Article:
|Publication number||US6882063 B2|
|Application number||US 10/447,168|
|Publication date||Apr 19, 2005|
|Filing date||May 27, 2003|
|Priority date||Jul 28, 2000|
|Also published as||EP1433239A2, EP1433239B1, US6628011, US20020047309, US20030201674, WO2002011267A2, WO2002011267A3|
|Publication number||10447168, 447168, US 6882063 B2, US 6882063B2, US-B2-6882063, US6882063 B2, US6882063B2|
|Inventors||Gerald W. Droppo, Lawrence A. Schienbein, Brent Earle Harris, Donald J. Hammerstrom|
|Original Assignee||International Power Systems, Inc.|
|Export Citation||BiBTeX, EndNote, RefMan|
|Patent Citations (9), Non-Patent Citations (1), Referenced by (64), Classifications (24), Legal Events (5)|
|External Links: USPTO, USPTO Assignment, Espacenet|
This application is a continuation of U.S. patent application Ser. No. 09/917,256, filed on Jul. 27, 2001 now U.S. Pat. No. 6,628,011, which claims priority from U.S. Provisional Application No. 60/221,596, filed on Jul. 28, 2000 and is incorporated herein in its entirety by reference.
This invention relates generally to systems and methods for managing direct current (“DC”) power. More specifically, this invention relates to DC to DC converters and power management systems and methods.
Today, most hybrid fuel cell/battery power systems, and other systems having multiple DC power sources and batteries, are arranged as shown in FIG. 1. The arrangement shown in
Conventional DC to DC converters and their associated inverter designs and products have several deficiencies that make it difficult for them to adequately meet the functional requirements of modem hybrid power systems. These conventional converters are therefore unable to satisfy the needs of a typical energy user. Among other problems, conventional DC to DC converters typically generate electrical noise and high frequency ripple currents on the input (source) and output (load) busses. They are also poorly adapted to the regulation of input current. Furthermore, they typically exhibit energy conversion efficiencies of only around 80-90%.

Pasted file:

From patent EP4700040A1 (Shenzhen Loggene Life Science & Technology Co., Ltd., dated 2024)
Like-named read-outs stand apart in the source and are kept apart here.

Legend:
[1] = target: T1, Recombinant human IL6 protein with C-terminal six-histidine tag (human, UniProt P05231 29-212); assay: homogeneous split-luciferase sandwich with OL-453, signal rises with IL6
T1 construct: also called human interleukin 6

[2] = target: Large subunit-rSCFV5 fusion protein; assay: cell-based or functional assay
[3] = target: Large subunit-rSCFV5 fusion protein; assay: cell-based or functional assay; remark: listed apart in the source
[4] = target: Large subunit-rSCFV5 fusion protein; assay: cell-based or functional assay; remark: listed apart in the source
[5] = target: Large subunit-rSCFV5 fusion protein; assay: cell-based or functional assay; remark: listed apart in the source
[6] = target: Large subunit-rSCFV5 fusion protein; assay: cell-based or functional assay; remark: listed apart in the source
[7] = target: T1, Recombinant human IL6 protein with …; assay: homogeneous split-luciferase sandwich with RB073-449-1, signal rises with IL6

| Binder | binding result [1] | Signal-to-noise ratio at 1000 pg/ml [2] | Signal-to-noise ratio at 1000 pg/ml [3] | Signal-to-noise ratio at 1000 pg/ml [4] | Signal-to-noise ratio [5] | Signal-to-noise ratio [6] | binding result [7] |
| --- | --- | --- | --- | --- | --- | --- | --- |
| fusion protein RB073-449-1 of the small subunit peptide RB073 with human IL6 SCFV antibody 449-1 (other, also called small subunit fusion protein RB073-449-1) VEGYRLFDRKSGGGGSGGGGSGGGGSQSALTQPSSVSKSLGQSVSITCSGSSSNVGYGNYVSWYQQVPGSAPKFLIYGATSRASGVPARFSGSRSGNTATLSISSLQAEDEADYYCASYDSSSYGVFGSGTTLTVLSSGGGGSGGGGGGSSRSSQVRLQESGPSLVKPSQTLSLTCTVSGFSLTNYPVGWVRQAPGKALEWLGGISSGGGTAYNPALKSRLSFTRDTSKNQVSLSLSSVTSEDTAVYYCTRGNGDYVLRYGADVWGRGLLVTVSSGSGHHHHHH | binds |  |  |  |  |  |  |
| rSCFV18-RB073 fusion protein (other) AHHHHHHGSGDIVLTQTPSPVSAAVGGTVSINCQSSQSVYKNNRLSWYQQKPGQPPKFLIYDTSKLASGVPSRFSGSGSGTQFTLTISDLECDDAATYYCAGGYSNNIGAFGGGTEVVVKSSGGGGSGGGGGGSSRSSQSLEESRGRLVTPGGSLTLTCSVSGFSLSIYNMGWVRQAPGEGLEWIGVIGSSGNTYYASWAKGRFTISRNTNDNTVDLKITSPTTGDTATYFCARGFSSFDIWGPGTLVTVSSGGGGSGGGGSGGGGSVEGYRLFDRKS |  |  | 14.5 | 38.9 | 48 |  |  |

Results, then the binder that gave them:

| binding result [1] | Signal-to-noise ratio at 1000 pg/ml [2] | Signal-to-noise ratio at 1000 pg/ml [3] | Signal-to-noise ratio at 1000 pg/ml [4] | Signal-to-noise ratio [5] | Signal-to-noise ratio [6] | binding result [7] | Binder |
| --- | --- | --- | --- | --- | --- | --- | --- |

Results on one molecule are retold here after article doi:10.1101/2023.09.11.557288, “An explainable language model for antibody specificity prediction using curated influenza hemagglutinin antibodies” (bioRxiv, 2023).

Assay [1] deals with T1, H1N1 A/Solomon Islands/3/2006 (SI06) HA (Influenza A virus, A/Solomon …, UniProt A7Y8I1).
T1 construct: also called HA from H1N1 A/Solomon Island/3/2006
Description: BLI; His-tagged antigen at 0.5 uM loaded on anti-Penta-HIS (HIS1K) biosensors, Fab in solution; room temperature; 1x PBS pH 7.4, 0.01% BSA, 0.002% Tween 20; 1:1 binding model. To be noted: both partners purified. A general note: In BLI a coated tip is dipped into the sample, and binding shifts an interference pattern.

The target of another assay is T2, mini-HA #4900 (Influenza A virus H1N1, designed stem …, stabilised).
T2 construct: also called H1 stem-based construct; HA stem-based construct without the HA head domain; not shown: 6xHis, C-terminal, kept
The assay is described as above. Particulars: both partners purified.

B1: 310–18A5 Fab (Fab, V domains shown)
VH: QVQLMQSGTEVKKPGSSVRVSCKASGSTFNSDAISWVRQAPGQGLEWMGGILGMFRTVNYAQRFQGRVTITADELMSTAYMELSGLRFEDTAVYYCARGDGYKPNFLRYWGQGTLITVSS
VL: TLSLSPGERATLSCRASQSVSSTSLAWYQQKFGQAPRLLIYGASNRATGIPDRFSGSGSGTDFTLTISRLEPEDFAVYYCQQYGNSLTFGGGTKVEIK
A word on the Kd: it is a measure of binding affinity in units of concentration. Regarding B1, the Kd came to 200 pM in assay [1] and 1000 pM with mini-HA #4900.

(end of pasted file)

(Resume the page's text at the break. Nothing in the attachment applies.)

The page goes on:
According to one aspect of this invention, a DC to DC Buck and Boost Converter is provided. “Buck” power conversion refers to a reduction in voltage from an input side of the converter to an output side. “Boost” power conversion refers to an increase in voltage from the input side to the output side of the converter. According to one embodiment of this invention, the Buck and Boost DC to DC Converter includes an electrical circuit that allows batteries and other electrical energy storage devices to be charged from or to discharge to a variable voltage DC bus. This electrical circuit can also be configured to enable seamless integration with other energy storage devices and/or DC power sources, such as fuel cells, to provide DC power for a Power Management System.
Improved Boost DC to DC Converters are also provided which reduce noise and ripple currents in low voltage/high current applications. According to one embodiment, a resonant capacitance is provided by two resonant capacitors which store voltage using switches that permit zero voltage switching. According to another embodiment, an input capacitor is provided to maintain a constant voltage input to a resonant circuit. The addition of the input capacitor reduces voltage stress in a switching circuit.
A DC to DC Converter is provided in a module of a Power Management System. The Power Management System preferably provides both full power source management and power conditioning. In other words, the Power Management System preferably manages power flow to and from multiple, isolated DC power sources and energy storage devices, while delivering high quality alternating current (“AC”) power to a load.